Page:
This week, I read and started quite a few books. Right now, I officially have three books going, but at some point in the week, I had five. I read Jimmy Corrigan: The Smartest Kid on Earth early in the week. I started listening the Jonathan Strange and Mr Norrell audiobook, but decided to stop because of technical difficulties. I’m going to continue that in text book form. I decided to listen to the Outlander audiobook. I really like it. I’m on disc 9 out of 28. I probably would have gotten even further by now if I hadn’t started reading the Twilight series on thursday. Fluffy, entertaining books; I finished New Moon on Friday and Eclipse yesterday. The spoilery review for the sequels is going up tomorrow. By the way, I still have not made progress to Gilead. I am falling behind on my challenge readings even though I read two of them this week. I still have more to do.
The New York Times has an article called “Volumes to go Before you Die” by William Grimes on Prof. Peter Boxall’s 1001 Books to Read Before You Die. It’s interesting to note that Boxall intended for the list to be controversial, and when I first the saw the list, I was puzzled by the inclusion of several books for some authors and only a couple for others. Many bookworms do react rather argumentatively by the exclusion of their favourites and inclusion of some others. Obviously, book lists and being considered well read are subjective. It is just a suggestions list after all; nothing is definitive.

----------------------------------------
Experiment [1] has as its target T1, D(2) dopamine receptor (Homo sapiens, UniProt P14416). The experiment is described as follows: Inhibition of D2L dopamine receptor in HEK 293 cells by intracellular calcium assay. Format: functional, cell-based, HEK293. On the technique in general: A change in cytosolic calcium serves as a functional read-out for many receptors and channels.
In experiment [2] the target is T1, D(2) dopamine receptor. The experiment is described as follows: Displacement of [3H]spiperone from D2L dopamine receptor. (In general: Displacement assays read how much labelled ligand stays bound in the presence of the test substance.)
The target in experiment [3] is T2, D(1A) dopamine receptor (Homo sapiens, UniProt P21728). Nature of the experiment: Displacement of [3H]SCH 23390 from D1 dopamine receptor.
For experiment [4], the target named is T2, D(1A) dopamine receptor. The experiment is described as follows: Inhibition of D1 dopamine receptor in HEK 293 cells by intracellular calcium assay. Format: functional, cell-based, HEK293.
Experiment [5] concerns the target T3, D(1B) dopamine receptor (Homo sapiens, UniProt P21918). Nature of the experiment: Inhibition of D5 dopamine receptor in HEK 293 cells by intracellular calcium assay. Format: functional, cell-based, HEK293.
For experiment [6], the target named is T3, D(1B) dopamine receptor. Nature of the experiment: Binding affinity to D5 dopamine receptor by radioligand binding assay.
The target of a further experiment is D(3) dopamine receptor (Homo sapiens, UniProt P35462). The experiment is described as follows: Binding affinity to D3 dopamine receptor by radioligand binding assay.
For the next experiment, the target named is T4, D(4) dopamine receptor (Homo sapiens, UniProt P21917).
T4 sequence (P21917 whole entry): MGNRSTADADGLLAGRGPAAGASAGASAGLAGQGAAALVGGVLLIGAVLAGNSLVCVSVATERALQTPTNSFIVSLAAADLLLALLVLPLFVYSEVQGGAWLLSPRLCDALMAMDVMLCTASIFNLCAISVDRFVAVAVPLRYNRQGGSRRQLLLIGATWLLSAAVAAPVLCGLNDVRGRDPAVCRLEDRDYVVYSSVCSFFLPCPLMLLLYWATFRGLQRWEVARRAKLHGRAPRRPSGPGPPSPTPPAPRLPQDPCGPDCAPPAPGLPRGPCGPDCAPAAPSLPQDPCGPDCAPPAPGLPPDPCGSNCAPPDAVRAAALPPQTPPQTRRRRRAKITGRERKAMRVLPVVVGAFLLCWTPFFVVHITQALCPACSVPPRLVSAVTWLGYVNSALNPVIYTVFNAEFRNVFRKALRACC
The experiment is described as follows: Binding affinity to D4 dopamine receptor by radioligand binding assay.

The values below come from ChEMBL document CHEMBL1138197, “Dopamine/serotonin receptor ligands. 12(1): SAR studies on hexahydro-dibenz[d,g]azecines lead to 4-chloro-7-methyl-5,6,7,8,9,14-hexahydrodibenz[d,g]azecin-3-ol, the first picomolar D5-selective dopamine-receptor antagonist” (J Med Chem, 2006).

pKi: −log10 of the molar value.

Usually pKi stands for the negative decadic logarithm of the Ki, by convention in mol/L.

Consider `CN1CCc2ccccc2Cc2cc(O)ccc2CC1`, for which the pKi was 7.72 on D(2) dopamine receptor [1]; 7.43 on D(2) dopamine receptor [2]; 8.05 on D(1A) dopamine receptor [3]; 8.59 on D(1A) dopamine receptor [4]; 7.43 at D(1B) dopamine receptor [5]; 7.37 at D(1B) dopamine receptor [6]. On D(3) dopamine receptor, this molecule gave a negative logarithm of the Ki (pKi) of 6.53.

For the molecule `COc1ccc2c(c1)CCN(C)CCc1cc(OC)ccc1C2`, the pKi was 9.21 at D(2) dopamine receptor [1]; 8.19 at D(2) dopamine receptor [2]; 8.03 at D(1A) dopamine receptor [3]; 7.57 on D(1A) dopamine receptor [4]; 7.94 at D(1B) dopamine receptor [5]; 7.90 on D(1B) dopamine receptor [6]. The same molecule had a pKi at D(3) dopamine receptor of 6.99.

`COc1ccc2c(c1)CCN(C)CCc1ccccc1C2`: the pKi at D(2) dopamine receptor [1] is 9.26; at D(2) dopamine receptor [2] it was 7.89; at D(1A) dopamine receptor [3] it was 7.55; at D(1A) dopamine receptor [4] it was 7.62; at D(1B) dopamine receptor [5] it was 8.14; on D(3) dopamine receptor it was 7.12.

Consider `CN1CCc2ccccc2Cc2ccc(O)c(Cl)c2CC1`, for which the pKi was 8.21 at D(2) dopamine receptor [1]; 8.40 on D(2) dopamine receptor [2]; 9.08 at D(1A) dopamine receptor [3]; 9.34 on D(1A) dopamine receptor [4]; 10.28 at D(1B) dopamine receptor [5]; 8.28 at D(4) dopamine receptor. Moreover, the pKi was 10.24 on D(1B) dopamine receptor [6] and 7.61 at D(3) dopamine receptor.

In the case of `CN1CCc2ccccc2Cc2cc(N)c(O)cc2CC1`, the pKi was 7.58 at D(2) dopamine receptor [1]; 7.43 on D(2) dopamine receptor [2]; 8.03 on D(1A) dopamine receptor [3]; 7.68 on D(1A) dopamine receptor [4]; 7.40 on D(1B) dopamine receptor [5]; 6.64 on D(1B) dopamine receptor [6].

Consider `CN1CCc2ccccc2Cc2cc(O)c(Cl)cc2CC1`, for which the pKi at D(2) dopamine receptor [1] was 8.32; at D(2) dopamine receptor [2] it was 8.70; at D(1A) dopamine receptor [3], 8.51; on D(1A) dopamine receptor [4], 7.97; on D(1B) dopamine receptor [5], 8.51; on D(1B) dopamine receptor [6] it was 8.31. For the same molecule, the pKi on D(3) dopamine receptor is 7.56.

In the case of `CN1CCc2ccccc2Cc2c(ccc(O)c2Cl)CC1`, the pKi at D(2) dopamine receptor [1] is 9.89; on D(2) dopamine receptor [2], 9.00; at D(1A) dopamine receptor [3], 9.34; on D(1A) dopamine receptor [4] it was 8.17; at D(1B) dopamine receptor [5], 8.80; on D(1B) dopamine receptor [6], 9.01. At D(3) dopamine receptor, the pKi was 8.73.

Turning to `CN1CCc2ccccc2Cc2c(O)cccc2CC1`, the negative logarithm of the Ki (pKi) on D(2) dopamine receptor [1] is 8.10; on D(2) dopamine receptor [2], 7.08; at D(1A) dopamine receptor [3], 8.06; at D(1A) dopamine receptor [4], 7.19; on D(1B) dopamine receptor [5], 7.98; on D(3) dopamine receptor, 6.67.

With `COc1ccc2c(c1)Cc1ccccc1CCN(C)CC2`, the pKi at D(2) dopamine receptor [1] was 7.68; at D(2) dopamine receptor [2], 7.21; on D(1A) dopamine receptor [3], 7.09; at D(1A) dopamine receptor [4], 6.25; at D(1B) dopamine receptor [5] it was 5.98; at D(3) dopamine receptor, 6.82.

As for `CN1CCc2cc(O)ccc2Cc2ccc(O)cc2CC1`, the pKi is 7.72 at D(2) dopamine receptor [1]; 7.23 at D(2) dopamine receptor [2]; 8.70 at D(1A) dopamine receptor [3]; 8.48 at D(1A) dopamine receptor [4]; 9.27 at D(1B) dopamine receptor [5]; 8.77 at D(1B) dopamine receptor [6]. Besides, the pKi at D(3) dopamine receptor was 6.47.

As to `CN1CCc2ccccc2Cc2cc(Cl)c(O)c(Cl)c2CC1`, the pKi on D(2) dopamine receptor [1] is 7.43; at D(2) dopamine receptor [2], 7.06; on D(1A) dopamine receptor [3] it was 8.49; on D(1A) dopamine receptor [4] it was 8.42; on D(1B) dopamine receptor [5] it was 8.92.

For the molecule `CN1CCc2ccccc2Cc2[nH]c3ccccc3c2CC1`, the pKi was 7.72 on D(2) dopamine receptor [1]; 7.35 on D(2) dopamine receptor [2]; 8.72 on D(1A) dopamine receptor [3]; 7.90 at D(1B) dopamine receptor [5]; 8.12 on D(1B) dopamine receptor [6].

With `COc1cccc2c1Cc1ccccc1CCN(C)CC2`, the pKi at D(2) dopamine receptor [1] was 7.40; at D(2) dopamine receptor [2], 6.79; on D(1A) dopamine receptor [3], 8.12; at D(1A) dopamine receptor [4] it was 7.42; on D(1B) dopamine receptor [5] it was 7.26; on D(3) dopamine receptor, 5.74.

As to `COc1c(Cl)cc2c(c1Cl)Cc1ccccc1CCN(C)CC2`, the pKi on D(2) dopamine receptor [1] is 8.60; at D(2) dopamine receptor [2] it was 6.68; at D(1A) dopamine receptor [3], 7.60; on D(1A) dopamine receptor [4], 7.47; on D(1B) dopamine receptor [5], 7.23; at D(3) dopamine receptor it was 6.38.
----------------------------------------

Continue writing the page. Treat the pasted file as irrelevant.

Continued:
I have no intention of reading every book on the list. It is true that I am part of a reading challenge that encourages it, and I have been tracking what I have read on the list for more than a year now. It’s just that even with my proclivity for long, classic, and literary books, I have certain prejudices too. There are some authors I’m a bit adverse to reading again or reading so much of. I do like crossing off the books I have read, but I usually pick the books based on other recommendations so it’s a wonderful bonus if it’s on the list. Though Grimes’s experiment of picking three books to see how they would affect him was interesting. I would like to try it because there are at least a few books and authors in the list I have never heard of and seem to be very underrated. This game does sound amusing though:
In his novel “Changing Places,” David Lodge — not on the list — introduces a game called Humiliation. Players earn points by admitting to a famous work that they have not read. The greater the work, the higher the point score. An obnoxious American academic, competing with a group of colleagues, finally gets the hang of the game and plays his trump card: “Hamlet.” He wins the game but is then denied tenure.
If only I have enough bookish friends to play such a ridiculous and subjective game. Well, I have not read Ulysses, Moby Dick, a lot of Dickens, Sense and Sensibility, Ovid’s Metamorphoses, the Aeneid, and Aesop’s Fables. Though as someone who does not work in book-related fields and was never an English or Lit. major, I have no one to impress or anyone to make me feel embarassed except myself.
Have a lovely last week of May.